View Full Version : Live life for the Unexpected...

09-01-2007, 00:33
Ok, I have tried to ask a lot of questions but have had no responses. I am going to hike the AT May 2008. I am researching for all the gear that I will need for this life time journey. I am looking for the right backpack. I currently own a Camelback which I use on day hikes. I hike long distance but never have carried tents, etc. I always hike back to where I camp. Please help me in my decision on purchasing the right pack to carry tent, sleeping, etc. I need to have light weight because I have a bad back. Any suggestions would be greatly appreciated. Thank you.

09-01-2007, 00:42

Your question could yield many varied responses. Hikers can't agree on a pack any more than drivers agree on what's the best car.

Although it's a bit out of date, take a look at this backpack comparison (http://www.whiteblaze.net/forum/showthread.php?p=95858#post95858) chart. It will give you an idea of the types of packs WB members use on their thru-hikes.

Good luck in your search.

09-01-2007, 00:48
Thank you Roland. I went to the site that you suggested. And you are right. Purchasing a pack is very similar to purchasing a car....

09-01-2007, 09:10

May I be the first to say "check out the gear lists that are posted on here before making your purchases" to get an idea of what you might want. Then post your gear list for comments and suggestions before making your purchases. Good luck.

09-01-2007, 09:10
The tried and tested advice usually given is to get all of your other gear first so that you know how much weight and what volume your pack has to hold.

09-01-2007, 09:33

If you want a quality lightweight pack, check out http://www.ula-equipment.com/index.htm for ULA packs. His operation is closed until 1 December, but you have time for a May hike. These packs are not the lightest made, but are high quality and reasonably priced. As someone who also has a bad back, I have found that while light, I still have the support needed to be comfortable. I have the Catalyst.

As for the other items such as sleeping bag and tent, try to get the lightest, highest quality you can find. There are many bags out there that are right around one pound, and sleeping mats that are 2/3, 3/4, torso and other configurations. Figure out what you need and go as light as possible.

This site should have most of the answers you need, as the folks here are very experienced. You sometimes have to sort through some crazy talk, but not too often.;)

Good luck in your preparations.

09-01-2007, 09:35
I hike long distance but never have carried tents, etc. I always hike back to where I camp. Please help me in my decision on purchasing the right pack to carry tent, sleeping, etc. I need to have light weight because I have a bad back.

As already pointed out, equipment choices are rather personal and are based on many factors, including one's level of experience. Sgt. Rock has a great motto, "the more I carry, the more I like camping, the less I carry the more I like hiking."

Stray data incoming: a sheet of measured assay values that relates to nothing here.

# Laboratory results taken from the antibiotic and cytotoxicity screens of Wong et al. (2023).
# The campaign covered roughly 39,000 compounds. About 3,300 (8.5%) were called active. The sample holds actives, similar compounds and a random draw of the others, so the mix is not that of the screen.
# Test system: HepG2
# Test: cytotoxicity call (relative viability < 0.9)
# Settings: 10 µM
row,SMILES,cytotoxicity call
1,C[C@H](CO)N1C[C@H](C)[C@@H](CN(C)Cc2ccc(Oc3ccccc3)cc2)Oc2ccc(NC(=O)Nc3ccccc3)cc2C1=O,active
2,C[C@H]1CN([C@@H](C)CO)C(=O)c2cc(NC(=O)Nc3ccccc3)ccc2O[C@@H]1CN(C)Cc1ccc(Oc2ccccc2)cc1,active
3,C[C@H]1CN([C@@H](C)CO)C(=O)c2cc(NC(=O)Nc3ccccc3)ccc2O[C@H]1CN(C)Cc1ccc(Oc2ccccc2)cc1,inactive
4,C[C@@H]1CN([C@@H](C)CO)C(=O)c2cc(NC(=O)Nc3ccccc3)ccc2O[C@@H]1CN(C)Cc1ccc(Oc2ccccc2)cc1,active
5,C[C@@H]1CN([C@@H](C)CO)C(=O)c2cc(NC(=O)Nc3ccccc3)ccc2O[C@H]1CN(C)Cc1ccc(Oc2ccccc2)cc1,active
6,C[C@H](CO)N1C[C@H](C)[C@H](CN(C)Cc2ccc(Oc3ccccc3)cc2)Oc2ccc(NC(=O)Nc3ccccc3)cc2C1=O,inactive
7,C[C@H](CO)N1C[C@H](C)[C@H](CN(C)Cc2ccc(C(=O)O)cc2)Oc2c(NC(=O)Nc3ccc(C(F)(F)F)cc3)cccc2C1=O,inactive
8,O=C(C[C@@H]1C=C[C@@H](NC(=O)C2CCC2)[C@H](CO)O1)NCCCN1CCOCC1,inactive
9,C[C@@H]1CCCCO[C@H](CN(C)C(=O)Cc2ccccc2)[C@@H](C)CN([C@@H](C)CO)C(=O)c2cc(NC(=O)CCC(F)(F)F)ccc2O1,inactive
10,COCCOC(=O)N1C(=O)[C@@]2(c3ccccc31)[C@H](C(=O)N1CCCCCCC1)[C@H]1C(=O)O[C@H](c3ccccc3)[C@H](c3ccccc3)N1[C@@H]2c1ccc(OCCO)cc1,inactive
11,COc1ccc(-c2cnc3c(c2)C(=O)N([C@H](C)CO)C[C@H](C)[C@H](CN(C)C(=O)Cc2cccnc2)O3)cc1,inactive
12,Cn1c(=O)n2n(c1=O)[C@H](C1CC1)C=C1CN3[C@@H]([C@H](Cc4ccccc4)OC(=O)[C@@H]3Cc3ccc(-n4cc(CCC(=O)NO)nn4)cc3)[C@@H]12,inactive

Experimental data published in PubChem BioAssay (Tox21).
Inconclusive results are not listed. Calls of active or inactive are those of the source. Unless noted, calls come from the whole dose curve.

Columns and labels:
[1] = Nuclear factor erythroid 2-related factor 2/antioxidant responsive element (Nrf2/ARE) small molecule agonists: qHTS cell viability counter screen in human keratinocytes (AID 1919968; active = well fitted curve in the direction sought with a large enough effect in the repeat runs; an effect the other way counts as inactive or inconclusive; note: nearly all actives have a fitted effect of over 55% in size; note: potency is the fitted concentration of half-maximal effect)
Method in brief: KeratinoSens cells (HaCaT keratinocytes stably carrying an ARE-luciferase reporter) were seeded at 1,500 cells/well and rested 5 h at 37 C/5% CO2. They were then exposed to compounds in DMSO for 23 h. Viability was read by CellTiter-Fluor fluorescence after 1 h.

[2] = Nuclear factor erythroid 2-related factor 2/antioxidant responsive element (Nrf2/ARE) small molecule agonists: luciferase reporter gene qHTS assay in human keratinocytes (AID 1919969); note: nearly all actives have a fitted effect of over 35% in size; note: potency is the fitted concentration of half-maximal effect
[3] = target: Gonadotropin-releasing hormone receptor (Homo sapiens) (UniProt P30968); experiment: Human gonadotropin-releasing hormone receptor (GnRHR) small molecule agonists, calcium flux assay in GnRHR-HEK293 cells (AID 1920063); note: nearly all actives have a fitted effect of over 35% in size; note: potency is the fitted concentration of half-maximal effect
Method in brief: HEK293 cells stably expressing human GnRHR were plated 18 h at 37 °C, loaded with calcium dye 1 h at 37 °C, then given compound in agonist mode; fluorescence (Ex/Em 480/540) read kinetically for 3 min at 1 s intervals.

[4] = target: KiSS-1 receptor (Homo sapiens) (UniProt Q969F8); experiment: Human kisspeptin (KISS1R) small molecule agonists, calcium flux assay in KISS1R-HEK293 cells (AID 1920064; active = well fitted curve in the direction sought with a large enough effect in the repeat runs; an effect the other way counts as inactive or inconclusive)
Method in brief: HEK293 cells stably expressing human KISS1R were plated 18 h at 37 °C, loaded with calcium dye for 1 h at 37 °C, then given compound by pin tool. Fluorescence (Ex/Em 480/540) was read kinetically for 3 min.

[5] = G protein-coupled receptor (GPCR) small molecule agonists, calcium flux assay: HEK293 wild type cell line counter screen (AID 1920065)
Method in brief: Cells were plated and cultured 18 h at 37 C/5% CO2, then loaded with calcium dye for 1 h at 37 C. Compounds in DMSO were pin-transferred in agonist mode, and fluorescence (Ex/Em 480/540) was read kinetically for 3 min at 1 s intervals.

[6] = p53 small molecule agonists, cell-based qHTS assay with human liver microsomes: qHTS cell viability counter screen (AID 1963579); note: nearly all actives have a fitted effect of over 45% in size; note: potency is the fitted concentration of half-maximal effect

There are some great threads on WB that already address equipment purchases for newbies and for those with specific needs. Just do a search and I'm sure you'll find a ton of info that may cause you to re-think your needs/wants, but will also open your eyes to great suggestions.

Frolicking Dinosaurs
09-01-2007, 11:01
Paulette, I'm not one to push hammocks on everyone, but if you have a bad back, it may actually be the very best option for you. You may want to check out the hammock forum (http://www.hammockforums.net/forum/index.php) for info about hammocking while hiking. The hammocks used for backpacking are much lighter and more stable than the type found in people's backyards.

If you absolutely want to tent and sleep on the ground, I suggest looking at Shires tarptents (http://www.tarptent.com/products.html) and Six Moons designs (http://www.sixmoondesigns.com/) - both give you lots of space for little weight penality (wallet penality is another matter :()

As for packs, it is like buying a car. Go to a good outfitter with a day pack loaded to about 25 lbs. Slip the day pack into several backpacks and try them on. Wear those that feel good around the store for 30 + minutes before deciding on a pack - and make sure they have a liberal return policy. IMO, REI (http://www.rei.com/)is the best store for this.

As for pads for the ground, I like the Big Agnes Insulated Air Core (http://www.bigagnes.com/str_pads.php?id=ia&PHPSESSID=0a6d81a01bfe3a83bd25d38d3b8432b2). Some people have had problems with these and I strongly suggest you use your pad at least 7 nights before going out in the woods with it. If it has a seam defects, it will likely show up during that test period.

As for cooking gear, I find a very light alcohol stove (I use a Vargo TI Triad (http://vargooutdoors.safeshopper.com/181/1452.htm?952)) and aluminum cookware work for me. While Titanium cookware is lighter, it does not distrubute heat well and burns everything except boiling water.

09-01-2007, 13:20
Thanks to all of you. I am doing a lot of research and when I narrow down the items I think I will need I will repost and get more suggestions. I am planning a lot of overnighters this winter season and see how things go. I am lucky to live in a beautiful hiking area.

Nearly Normal
09-01-2007, 20:03
Check this site.


Nearly Normal